Connecticut Senator Chris Murphy took a bold first step to protect retirees impacted by pension risk transfer deals by introducing the Pension Risk Transfer Accountability Act of 2021 this week.
The Act directs the Secretary of Labor to review its guidance on fiduciary standards under the Employee Retirement Income Security Act of 1974 (ERISA) when selecting an annuity provider and to report to Congress on the findings of such review, including an assessment of risk to participants.
Since 2012, more than $200 billion in retiree liabilities have been transferred to insurance companies in pension de-risking transactions, also referred to as a pension risk transfer (PRT). Once a PRT is complete, retirees lose all of the uniform protections intended by Congress under ERISA and become subject to non-uniform state laws.
Meanwhile, insurance companies are selling off blocks of business to private equity firms at an unprecedented pace. Apollo owns 100% of Athene. Prudential Financial recently sold off $31 billion in variable annuity contracts to Fortitude Re. Blackstone Group recently acquired most of Allstate’s life insurance business. History suggests that private equity firms are more concerned about generating a return for their investors than policyholder security.
Given the fact that retirees lose so much in terms of ERISA protections post-PRT, it is critically important that pension plan sponsors undertake rigorous and thorough evaluations of both the claims paying ability and financial security of any insurer being considered for a PRT in a manner that is consistent with ERISA’s fiduciary requirements.
Defined Benefit Plan Sponsors should consider the following:
- Is the selected insurer is properly reserved under Statutory Accounting Principles (SAP) in all States where the insurer does business, taking into consideration the extent to which the selected insurer has taken credit for reinsurance with wholly owned captive reinsurers or affiliates that do not file annual statements in accordance with SAP?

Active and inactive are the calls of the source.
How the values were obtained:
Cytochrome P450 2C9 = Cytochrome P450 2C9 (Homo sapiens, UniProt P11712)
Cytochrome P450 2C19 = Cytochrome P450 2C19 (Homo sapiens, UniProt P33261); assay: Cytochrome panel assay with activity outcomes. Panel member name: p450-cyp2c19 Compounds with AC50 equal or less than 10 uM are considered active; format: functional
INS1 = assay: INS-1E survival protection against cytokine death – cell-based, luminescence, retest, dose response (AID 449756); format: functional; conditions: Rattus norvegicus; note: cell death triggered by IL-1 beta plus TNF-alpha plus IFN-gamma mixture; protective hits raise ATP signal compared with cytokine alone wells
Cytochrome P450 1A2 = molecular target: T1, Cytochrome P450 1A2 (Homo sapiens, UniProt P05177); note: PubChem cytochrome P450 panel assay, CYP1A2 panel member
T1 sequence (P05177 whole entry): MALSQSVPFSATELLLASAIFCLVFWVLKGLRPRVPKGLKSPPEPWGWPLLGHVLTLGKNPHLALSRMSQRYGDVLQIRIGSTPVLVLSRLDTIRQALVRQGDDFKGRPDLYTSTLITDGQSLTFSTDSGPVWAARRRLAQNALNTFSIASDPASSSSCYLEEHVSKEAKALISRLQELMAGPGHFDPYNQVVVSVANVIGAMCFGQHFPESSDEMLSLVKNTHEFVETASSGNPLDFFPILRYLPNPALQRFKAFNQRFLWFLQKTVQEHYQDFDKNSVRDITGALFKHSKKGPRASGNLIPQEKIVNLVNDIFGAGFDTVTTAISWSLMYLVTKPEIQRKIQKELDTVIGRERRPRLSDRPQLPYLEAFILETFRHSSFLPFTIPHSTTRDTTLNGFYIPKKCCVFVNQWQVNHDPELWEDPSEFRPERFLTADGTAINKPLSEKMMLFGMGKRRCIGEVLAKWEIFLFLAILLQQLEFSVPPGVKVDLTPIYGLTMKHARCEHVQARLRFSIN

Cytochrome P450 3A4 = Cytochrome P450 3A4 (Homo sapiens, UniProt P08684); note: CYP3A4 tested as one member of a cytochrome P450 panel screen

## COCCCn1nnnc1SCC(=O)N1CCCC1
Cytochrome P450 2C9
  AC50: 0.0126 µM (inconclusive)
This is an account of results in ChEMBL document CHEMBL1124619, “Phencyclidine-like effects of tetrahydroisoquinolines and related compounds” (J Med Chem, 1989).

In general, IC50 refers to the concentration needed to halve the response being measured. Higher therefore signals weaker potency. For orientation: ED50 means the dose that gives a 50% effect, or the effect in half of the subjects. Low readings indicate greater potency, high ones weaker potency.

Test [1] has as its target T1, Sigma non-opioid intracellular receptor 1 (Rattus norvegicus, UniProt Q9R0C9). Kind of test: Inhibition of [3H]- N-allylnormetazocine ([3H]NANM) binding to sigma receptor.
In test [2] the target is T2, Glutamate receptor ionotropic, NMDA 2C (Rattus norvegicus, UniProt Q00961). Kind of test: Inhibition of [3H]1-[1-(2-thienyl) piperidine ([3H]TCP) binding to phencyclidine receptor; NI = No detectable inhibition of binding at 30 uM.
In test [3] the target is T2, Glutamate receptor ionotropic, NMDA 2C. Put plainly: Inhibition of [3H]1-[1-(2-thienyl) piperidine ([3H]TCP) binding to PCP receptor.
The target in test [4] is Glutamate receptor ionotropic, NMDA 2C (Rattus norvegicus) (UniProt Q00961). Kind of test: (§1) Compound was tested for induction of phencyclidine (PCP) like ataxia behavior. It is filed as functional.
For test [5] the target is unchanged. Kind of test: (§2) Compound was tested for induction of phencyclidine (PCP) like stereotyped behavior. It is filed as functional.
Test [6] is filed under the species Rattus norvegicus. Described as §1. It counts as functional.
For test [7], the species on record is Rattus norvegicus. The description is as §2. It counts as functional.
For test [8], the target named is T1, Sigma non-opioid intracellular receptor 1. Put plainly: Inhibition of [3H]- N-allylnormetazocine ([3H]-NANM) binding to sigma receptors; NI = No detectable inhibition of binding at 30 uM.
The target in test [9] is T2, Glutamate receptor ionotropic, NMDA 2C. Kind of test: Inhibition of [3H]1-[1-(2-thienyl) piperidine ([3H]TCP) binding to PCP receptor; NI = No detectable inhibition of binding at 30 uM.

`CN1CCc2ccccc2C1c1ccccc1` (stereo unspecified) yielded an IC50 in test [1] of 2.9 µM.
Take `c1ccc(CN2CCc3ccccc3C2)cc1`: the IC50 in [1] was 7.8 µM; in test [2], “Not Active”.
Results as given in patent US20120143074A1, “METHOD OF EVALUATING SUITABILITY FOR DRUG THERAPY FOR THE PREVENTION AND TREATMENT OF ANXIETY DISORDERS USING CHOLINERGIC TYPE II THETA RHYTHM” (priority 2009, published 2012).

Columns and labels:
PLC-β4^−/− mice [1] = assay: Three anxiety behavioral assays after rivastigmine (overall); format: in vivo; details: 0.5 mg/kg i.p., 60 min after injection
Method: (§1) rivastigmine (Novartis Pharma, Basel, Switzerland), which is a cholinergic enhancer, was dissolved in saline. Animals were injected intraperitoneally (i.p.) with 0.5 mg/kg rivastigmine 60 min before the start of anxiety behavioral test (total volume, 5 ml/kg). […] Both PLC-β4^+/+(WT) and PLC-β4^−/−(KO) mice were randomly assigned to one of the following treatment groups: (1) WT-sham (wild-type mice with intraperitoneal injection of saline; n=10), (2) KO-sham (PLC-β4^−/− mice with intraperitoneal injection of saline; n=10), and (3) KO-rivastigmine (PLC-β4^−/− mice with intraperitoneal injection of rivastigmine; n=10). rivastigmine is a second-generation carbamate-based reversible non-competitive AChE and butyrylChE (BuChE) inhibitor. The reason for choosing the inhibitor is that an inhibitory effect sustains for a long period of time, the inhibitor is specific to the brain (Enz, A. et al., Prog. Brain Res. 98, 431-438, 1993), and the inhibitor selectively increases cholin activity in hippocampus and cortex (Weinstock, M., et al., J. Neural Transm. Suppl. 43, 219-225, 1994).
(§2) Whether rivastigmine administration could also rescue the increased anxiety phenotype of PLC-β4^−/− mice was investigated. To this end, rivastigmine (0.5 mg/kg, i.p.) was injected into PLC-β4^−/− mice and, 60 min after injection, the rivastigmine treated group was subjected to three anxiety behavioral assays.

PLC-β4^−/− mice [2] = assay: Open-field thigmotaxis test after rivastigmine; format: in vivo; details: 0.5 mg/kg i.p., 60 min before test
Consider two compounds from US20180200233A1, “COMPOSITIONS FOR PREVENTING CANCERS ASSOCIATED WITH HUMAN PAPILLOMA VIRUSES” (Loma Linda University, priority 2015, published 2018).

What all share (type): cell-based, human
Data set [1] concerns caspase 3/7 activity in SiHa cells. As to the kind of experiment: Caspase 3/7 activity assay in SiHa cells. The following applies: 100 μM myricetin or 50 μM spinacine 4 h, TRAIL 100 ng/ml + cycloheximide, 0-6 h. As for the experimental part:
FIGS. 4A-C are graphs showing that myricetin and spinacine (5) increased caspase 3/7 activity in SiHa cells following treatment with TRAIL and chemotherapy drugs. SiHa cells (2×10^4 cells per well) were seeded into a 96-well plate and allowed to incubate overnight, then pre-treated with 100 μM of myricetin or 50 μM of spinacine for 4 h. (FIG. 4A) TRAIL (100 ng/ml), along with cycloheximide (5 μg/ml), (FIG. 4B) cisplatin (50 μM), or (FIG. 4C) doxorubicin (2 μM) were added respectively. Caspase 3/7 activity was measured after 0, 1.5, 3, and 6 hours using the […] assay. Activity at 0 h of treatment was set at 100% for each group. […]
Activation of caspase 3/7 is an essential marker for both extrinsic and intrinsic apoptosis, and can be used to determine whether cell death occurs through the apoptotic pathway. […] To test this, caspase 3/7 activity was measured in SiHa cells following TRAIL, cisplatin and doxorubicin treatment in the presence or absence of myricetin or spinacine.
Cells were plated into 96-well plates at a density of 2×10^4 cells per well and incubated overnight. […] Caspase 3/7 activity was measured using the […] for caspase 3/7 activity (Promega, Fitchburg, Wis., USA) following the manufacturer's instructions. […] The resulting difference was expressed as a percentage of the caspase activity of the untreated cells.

- Does the selected insurer have significant exposure to affiliated reinsurers located outside of the United States?
- Has the selected insurer segregated assets into a separate account that is managed solely for the benefit of the retirees?
- Does the selected insurer maintain an appropriate level of capital and surplus that is not dependent in any way upon conditional letters of credit, surplus notes or circular parental guarantees?
- Is the selected insurer is rated A or better by two or more nationally recognized rating agencies?
Retiree earned benefits are not handouts. Many of today’s retirees worked for decades based upon promises made by their employers about their benefits packages, often trading higher salaries for pensions, life insurance and health care for life. These benefits need to be protected consistent with ERISA’s original protective purpose. With literally hundreds of billions in pension liabilities at stake, retirees and their families who did not choose a pension risk transfer need to know that the chosen insurer was fully and completely vetted by a defined benefit plan sponsor that is held to ERISA’s highest fiduciary standards. Thank you, Senator Murphy, for introducing this important legislation.
Edward Stone is the Executive Director of Retirees for Justice, Inc., a 501(c)(4) dedicated to protecting and preserving the earned benefits of America’s retirees.